Game Over Online ~ Aliens. vs. Predator 2

GameOver Game Reviews - Aliens. vs. Predator 2 (c) Sierra, Reviewed by - Fwiffo

Game & Publisher Aliens. vs. Predator 2 (c) Sierra
System Requirements Windows, Pentium III-450, 128MB RAM, 750MB HDD, 3D Accelerator, 4x CD-ROM
Overall Rating 84%
Date Published Monday, December 17th, 2001 at 04:35 PM

Divider Left By: Fwiffo Divider Right

Rebellion first developed Alien vs. Predator to a barrage of mixed reviews. Everyone hailed it as the first developer to actually construct a title that paid homage to its infamous Aliens franchise. The Predator one was just a bonus. It, however, was plagued by a few faults, which prevented it from rocketing to FPS stardom. The first problem was with the lack of saves. It wasn't that you only could save once as it is in Operation Flashpoint but you couldn't save until at the end of the level. The tense, mind-wracking obstacles you had to hurdle through did not help add to the comfort of being defeated just two steps shy of your goal. Secondly, the level design in the original seemed to be little more than a series of gauntlet runs through alien-infested territory, that is, if you weren't the alien. Finally, the original's multiplayer component was a tough sell. It worked through the now defunct Mplayer matching software and sadly these days, unless your title starts with the names Half-Life, Quake or Rainbow Six, it's hard to see people start their own servers for games.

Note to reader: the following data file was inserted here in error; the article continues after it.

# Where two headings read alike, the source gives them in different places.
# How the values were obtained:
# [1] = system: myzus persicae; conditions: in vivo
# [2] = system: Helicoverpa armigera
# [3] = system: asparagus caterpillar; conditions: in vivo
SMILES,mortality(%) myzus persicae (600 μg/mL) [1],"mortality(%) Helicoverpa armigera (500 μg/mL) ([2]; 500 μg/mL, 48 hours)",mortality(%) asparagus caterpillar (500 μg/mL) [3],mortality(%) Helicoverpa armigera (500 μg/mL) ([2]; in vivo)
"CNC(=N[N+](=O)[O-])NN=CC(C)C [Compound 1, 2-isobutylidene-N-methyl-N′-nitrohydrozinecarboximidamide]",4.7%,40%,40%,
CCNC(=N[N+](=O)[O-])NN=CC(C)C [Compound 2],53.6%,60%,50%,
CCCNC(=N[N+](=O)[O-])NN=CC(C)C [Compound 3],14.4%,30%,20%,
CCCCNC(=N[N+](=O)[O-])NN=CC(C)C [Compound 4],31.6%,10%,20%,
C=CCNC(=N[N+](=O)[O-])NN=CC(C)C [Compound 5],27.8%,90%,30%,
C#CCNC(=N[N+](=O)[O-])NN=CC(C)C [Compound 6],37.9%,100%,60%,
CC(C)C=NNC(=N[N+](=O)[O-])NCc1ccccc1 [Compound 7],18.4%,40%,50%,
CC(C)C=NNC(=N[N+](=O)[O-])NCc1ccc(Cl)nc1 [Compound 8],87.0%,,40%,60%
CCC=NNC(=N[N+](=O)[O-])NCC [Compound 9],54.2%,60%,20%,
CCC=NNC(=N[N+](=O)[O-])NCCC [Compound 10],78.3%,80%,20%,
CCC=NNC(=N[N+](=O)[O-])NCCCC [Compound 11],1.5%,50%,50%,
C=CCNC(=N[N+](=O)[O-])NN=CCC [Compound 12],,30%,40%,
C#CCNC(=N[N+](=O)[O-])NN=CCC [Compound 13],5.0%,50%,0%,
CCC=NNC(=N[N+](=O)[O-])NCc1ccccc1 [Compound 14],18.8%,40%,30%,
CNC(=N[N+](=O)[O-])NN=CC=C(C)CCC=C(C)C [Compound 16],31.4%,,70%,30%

Aliens vs. Predator 2 (AVP2) obviously takes these criticisms to heart. Not only does it address some of these faults, it rounds out and polishes what it does best. The fact of the matter is, AVP2 is still scintillatingly scary. All of the trappings of the film licenses, like the ominous beeping of the marine motion tracker are included and done well. AVP2 uses the LithTech engine, which recently was featured in No One Lives Forever. The audio components are still top notch and this time around, AVP2 even features a decent brooding soundtrack to add to the atmosphere. On the other hand, despite the best efforts of Monolith, the AVP2 visuals are a notch shy of the top titles in the same genre. This is no criticism to Monolith and not really to LithTech either but I found some of the visuals a little sterile and many of the very organic images within the title were not as, gooey, shall we say, as I had hoped them to be. In spite of this, you can still get stellar looking visual effects with the LithTech engine and anyone who has had experience with it knows how malleable the engine is to your computer's specific set-up.